Textalyzer May Become New Tool for Detecting Distracted Drivers
To address this issue, legislators in New York are attempting to put a new solution to a new problem by equipping police officers with a device called the Textalyzer that helps determine if a driver involved in a collision was texting while driving. Proponents say that the technology at the center of the proposed Textalyzer bill would allow police officers to determine if the phone was being used while driving without giving officers access to the contents of emails or texts.
Distracted Driving Car Accidents on the Rise
Early estimates from the National Safety Council show that the number of motor vehicle fatalities in 2015 was 8% higher than in 2014, which is the highest year-to-year increase in 50 years.
The Department of Transportation and other agencies estimate that some of that increase is due to people traveling more miles, but according to Mark Rosekind, National Highway Traffic Safety Administration (NHTSA) chief, texting while driving is unfortunately only increasing. According to NHTSA and the Department of Transportation, 3,179 people were killed and 431,000 people were injured in motor vehicle crashes involving distracted drivers in 2014.
NHTSA also reports that distracted driving accidents are most common among drivers from age 15 to 19. Ten percent of the drivers from 15 to 19 years of age in fatal crashes were reported to be distracted at the time of the crash.
New York’s Current Legislation against Distracted Driving
Current legislation in the state of New York prohibits drivers from using a handheld mobile phone or portable electronic device while driving. This includes:
- Talking on the phone
- Sending, receiving or reading text messages or emails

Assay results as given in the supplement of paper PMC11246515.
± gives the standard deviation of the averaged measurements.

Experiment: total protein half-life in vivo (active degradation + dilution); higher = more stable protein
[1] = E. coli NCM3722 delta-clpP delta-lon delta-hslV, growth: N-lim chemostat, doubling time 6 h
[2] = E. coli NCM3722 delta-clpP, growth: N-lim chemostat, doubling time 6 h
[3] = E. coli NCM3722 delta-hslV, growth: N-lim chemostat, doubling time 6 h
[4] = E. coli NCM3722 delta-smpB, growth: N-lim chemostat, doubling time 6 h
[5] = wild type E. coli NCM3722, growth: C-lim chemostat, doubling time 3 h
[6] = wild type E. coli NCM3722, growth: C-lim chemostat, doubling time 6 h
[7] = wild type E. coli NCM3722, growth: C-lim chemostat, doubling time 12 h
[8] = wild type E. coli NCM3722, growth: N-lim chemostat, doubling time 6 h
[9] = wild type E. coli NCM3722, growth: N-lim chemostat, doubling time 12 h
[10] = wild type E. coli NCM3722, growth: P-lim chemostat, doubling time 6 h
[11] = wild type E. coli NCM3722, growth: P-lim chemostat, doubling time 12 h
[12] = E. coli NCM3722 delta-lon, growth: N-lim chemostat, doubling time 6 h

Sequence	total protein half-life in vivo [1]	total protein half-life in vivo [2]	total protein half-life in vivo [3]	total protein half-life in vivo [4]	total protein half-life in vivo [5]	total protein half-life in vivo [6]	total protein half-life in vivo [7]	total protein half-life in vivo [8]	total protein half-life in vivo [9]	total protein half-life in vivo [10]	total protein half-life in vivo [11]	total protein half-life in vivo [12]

- Browsing webpages or playing games
- Taking, sending or viewing pictures
If you are caught using a portable electronic device while driving, except for contacting emergency services, you can be ticketed and fined, and may be charged a surcharge. A conviction on a “texting while driving” violation will result in points on your driving record.
A device such as the Textalyzer would be able to prove if someone was using their phone or portable electronic device while driving. The hope is that making it easier to catch offenders and fine them would be a major way to change drivers’ behavior, making people less likely to text while driving.
Although the authors of the bill say that they based the Textalyzer concept on the same “implied consent” legal theory that lets police officers administer a Breathalyzer test, some suggest that there are constitutional concerns at play in allowing officers to “search” someone’s phone without a warrant.
According to a unanimous 2014 Supreme Court ruling, police cannot search a cellphone without a warrant, even after the owner of the phone has been arrested. Others are concerned that the bill will be an invitation to police to seize cellphones without warrants.
What Kind of Compensation Can I Get If I’m in an Accident Caused by a Distracted Driver?
If you were injured in an accident involving a motorist who was texting while driving, you may be entitled to compensation for your injuries. The amount of compensation you receive for your injuries will depend on the severity of the injuries and may be reduced by the proportion of responsibility you may share for the accident.
The types of compensation you may receive include:
- Medical expenses
- Pain and suffering
- Permanent disability
- Loss of enjoyment of life
- Lost earning capacity
- Lost wages
Should I Contact a Lawyer?
If you have been injured in a texting and driving accident, we can help. If you try to handle insurance claims and compensation for your injuries on your own, you will likely not achieve the results you are hoping for. Our office has years of experience negotiating with insurance companies and getting results for clients. You can sleep easy knowing that we’ll take care of all the details while you focus your energy on recovery. Call us today.